The interior of the spinner is supplied with two separate streams of molten glass, first stream 78 containing glass A and second stream 80 containing glass B. The glass in stream 78 drops directly onto the spinner bottom wall and flows outwardly with centrifugal force toward the spinner peripheral wall to form a head of glass A. Glass B in molten glass stream 80 is positioned closer to the spinner peripheral wall than stream 78, and the glass in stream 80 is intercepted by horizontal flange 82 before it can reach the spinner bottom wall. Thus, a build-up or head of glass B is formed above the horizontal flange.
As shown in FIGS. 3 and 4, the spinner is adapted with vertical interior wall 84 which is generally circumferential and positioned radially inwardly from the spinner peripheral wall. A series of vertical baffles 86, positioned between the spinner peripheral wall and the vertical interior wall, divide that space into a series of compartments 88. Alternate compartments contain either glass A or glass B.
The spinner peripheral wall is adapted with orifices 90 which are positioned adjacent the radial outward end of the vertical baffle. The orifices have a width greater than the width of the vertical baffle, thereby enabling a flow of both glass A and glass B to emerge from the orifice as a single dual-glass primary fiber. As can be seen in FIG. 5, each compartment 88 runs the entire height of spinner peripheral wall 64 with orifices along the entire vertical baffle separating the compartments. Other spinner configurations can be used to supply dual streams of glass to the spinner orifices.
The irregularly shaped fibers of the present invention are dual-glass fibers, i.e. each fiber is composed of two different glass compositions, glass A and glass B as will be described in greater detail below. If one were to make a cross-section of an ideal irregularly shaped glass fiber of the present invention, one half of the fiber would be glass A, with the other half glass B. In reality, a wide range of proportions of the amounts of glass A and glass B may exist in the various irregularly shaped glass fibers in the wool insulating material (or perhaps even over the length of an individual fiber). The percentage of glass A may vary within the range of from about 15 to about 85% of the total glass in each of the irregularly shaped glass fibers with the balance of total glass being glass B. In general, insulation products of the irregularly shaped fibers will consist of fibers of all different combinations of the percentages of glass A and glass B, including a small fraction of fibers that are single component.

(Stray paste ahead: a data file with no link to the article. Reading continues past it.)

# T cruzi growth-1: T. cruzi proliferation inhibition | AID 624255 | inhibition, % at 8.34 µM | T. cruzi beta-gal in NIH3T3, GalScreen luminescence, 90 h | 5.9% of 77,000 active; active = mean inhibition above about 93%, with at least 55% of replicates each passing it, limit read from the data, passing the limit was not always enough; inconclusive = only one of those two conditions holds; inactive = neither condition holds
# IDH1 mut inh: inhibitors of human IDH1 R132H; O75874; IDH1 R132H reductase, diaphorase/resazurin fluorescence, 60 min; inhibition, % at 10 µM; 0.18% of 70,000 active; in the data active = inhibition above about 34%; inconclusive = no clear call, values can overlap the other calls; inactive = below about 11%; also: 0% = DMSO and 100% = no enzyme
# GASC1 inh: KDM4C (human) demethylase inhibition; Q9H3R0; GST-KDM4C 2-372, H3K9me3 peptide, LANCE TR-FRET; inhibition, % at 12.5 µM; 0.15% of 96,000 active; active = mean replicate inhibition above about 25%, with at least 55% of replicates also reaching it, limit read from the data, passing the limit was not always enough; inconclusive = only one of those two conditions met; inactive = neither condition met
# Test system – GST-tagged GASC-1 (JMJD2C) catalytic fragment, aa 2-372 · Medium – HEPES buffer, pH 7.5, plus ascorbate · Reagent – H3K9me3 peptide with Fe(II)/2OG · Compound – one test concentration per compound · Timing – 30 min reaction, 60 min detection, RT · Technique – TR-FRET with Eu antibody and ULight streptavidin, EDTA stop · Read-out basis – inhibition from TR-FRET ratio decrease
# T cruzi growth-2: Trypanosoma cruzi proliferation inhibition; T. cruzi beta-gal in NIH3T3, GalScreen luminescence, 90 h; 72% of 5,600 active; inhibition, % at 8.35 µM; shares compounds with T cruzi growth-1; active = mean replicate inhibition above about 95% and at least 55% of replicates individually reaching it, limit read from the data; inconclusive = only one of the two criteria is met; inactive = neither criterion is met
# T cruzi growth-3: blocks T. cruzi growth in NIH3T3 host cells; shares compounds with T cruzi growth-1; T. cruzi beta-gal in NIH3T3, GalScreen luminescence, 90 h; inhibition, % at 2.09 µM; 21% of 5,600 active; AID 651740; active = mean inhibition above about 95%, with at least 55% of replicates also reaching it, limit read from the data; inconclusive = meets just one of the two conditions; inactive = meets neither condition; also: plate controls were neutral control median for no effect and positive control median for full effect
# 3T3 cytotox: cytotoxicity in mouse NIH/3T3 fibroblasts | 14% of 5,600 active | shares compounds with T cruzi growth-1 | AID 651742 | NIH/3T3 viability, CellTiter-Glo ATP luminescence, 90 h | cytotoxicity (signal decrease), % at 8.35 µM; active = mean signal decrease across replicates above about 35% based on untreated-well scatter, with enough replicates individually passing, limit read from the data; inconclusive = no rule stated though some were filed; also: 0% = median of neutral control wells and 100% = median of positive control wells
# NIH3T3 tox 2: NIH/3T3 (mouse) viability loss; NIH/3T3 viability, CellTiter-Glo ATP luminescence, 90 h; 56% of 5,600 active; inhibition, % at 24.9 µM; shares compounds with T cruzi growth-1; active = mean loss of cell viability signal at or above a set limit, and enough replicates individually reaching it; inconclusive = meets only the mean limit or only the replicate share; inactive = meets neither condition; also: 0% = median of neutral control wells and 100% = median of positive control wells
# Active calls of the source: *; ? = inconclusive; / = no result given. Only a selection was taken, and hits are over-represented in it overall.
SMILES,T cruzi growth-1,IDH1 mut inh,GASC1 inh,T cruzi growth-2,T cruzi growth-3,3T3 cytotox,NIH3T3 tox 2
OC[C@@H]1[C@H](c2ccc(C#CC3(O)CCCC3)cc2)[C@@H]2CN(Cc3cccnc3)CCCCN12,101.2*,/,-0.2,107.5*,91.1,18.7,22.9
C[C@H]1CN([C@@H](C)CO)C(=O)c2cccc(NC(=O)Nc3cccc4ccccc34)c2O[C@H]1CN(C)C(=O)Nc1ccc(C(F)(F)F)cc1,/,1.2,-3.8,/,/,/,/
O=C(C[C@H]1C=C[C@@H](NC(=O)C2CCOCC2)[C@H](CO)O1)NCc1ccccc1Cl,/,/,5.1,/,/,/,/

Dual-glass fibers have a curvilinear nature due to the difference in thermal expansion coefficients of the two glasses. As a dual-glass fiber cools, one glass composition contracts at a faster rate than the other glass composition. The result is stress upon the fiber. To relieve this stress the fiber must bend. If no rotation of the fiber is introduced, a flat coil having a generally constant radius of curvature will be produced, the coil being in one plane such as in a clock spring. Rotation of dual-glass fibers can be measured by reference to the interface along the fiber between the two glass components. In order to get out of the plane, some rotation must be introduced. Constant rotation of the fibers will produce a helix having a constant pitch. The fiber making up the helix has a constant direction of rotation--either clockwise or counter-clockwise. The helix also has a generally constant radius of curvature.
An irregularly shaped fiber of the invention differs from a helical fiber in that the rotation of the fiber is not constant, but rather varies irregularly both in direction (clockwise and counter-clockwise) and in magnitude. The magnitude of rotation of a fiber is how fast the fiber rotates per unit length of the fiber. The curvature is generally constant as dictated by the difference in thermal expansion coefficients and the A/B glass proportions.